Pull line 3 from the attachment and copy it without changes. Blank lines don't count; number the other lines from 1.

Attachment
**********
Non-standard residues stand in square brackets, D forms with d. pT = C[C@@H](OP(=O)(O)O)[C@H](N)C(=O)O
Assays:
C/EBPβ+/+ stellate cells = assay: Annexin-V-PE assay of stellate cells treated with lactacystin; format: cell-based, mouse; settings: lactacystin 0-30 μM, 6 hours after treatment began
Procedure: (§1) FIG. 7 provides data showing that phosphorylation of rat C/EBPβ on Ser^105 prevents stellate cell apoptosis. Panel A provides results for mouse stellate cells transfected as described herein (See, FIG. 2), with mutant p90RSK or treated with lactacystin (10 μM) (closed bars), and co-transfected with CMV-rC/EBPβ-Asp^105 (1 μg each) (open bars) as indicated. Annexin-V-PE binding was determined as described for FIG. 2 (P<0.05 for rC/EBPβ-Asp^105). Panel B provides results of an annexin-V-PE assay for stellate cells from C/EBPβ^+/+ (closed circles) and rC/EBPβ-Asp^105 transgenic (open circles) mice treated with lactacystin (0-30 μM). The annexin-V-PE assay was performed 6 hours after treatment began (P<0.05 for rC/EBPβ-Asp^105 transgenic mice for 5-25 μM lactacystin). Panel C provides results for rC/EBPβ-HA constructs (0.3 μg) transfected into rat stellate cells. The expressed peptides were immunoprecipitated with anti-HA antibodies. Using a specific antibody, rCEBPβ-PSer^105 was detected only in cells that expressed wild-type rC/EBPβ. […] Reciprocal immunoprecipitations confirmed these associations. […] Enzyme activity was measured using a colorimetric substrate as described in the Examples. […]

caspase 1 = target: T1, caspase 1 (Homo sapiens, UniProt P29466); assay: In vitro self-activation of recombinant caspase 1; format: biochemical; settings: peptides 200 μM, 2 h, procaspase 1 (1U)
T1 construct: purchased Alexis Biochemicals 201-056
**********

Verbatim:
C/EBPβ+/+ stellate cells = assay: Annexin-V-PE assay of stellate cells treated with lactacystin; format: cell-based, mouse; settings: lactacystin 0-30 μM, 6 hours after treatment began